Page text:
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The Spokesman-Review Newspaper
Spokane, Washington  Est. May 19, 1883

Spokane Valley residents express disapproval of City Council members’ removal of peer from committees

At a packed Spokane Valley City Hall, resident after resident lambasted City Council members for ousting fellow Councilman Ben Wick last week from his appointments on the Spokane Regional Transportation Council Board and the city’s Finance Committee without public notice.

More than 50 residents attended Tuesday’s council meeting to call for Wick’s reinstatement. Members from the Valley Indivisible Progressives gathered outside prior to the meeting to protest Wick’s committee removal by Mayor Rod Higgins without public comment and with little notice.

Wick, who was appointed by Higgins to the SRTC earlier this year, was vice chairman of the board and selected as chairman-elect to represent the community next year. He told The Spokesman-Review last week he wasn’t provided with a reason for his removal from the two committees.

Carol Allen, a member of the Valley Indivisible Progressives, said she hopes Higgins reinstates Wick’s committee assignments. She said the group is pushing for more transparency from the City Council.

“No reason was given except the mayor thought it was best,” she said. “I want them to know they can’t work in the dark anymore.”

Spokane Valley resident Tim Lake said he was approached by numerous people who said they are embarrassed by the city’s actions because of how Wick was removed from the committees, which is reminiscent of how former City Manager Mike Jackson was fired in 2016 with little notice.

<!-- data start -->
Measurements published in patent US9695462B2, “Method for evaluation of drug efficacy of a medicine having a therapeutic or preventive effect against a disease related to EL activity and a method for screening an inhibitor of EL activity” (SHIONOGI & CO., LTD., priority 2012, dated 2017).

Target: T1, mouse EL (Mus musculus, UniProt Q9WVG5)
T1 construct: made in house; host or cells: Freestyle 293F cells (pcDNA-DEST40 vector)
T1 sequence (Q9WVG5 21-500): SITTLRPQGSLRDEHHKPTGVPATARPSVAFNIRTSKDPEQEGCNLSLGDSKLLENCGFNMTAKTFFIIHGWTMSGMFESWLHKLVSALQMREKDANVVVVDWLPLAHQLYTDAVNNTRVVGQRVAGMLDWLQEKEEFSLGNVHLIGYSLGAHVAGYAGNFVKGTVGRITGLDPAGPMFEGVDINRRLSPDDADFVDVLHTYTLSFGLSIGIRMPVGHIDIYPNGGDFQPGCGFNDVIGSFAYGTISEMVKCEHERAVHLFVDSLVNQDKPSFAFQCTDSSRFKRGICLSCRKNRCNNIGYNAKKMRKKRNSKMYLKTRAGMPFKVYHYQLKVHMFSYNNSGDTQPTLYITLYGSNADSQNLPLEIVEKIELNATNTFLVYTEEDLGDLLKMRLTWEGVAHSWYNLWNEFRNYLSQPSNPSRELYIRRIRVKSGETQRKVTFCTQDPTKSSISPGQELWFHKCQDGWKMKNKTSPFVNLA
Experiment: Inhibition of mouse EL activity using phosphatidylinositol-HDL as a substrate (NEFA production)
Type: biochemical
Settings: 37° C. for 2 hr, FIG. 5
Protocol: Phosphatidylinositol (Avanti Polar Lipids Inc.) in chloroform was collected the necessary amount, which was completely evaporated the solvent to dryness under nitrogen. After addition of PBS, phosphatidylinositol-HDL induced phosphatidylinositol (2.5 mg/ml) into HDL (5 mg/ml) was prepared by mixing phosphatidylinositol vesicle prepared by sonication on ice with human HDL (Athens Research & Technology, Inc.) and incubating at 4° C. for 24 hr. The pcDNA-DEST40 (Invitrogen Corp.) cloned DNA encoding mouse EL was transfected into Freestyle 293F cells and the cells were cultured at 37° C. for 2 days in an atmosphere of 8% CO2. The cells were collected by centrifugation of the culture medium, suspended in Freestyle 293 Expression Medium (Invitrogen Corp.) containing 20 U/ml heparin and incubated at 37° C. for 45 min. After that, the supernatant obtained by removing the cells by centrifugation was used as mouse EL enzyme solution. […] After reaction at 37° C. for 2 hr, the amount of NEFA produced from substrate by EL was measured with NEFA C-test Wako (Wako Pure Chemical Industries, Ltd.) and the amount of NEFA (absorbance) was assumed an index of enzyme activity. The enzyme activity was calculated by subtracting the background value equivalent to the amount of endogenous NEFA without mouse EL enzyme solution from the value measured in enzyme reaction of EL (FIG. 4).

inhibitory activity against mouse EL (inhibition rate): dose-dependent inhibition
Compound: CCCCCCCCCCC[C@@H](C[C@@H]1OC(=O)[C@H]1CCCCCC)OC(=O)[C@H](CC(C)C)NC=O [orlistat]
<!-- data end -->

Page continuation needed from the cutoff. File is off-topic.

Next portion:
“The action that took place on July 3 in the evening prior to the Fourth of July holiday was not transparent. It was not on the agenda,” he said. “Not all council members were notified in advance that this motion was to be brought forth, and it was not sufficient notice to the residents of the city of Spokane Valley to comment on this.

“So, here we are today, the first opportunity to comment. I don’t believe that is a right way to conduct Spokane Valley business.”

Spokane Valley resident Sally Jackson told council members the city is supposed to have a representative form of government.

“You got this young fellow here, Ben Wick. He’s an intelligent kid. He cares about the area. He’s here because he wants to make a difference. He wants to represent the people,” she said.

“And instead of some of you welcoming him, you cut him out. I don’t understand that. That’s not a representative form of government.”

However, not everyone at the meeting was opposed to the council’s actions to remove Wick from the committees.

Former Councilman Ed Pace said he’s in favor of the council’s action last week because any council member is competent to serve on any board. And the mayor has the authority to make decisions on committee appointments, he added.

“If he can appoint you, he can remove you,” he said. “It’s no big deal.”

Former Councilman Chuck Hafner said he is well aware of the difficulty the council faces when making decisions that will affect residents.

“However, as I think and listen to (the meeting) last week, shades of the past became very visible to me,” he said. “As you well know, we went through a lot of turmoil when I was still on this council. We were talking about the same identical thing now that happened at that point in time.”

Resident Jennifer Calvert said she’s lived in the city for more than 10 years and hasn’t actively been participating in meetings, but she will now because of the council’s actions last week.

“I was dumbfounded when I was told about how the council went about removing Mr. Ben Wick from the SRTC as well as from the Spokane Valley finance committee,” she said.

“It was jaw-dropping to see that four members of the council were just fine with voting on the committee changes without getting input or comment from the public.”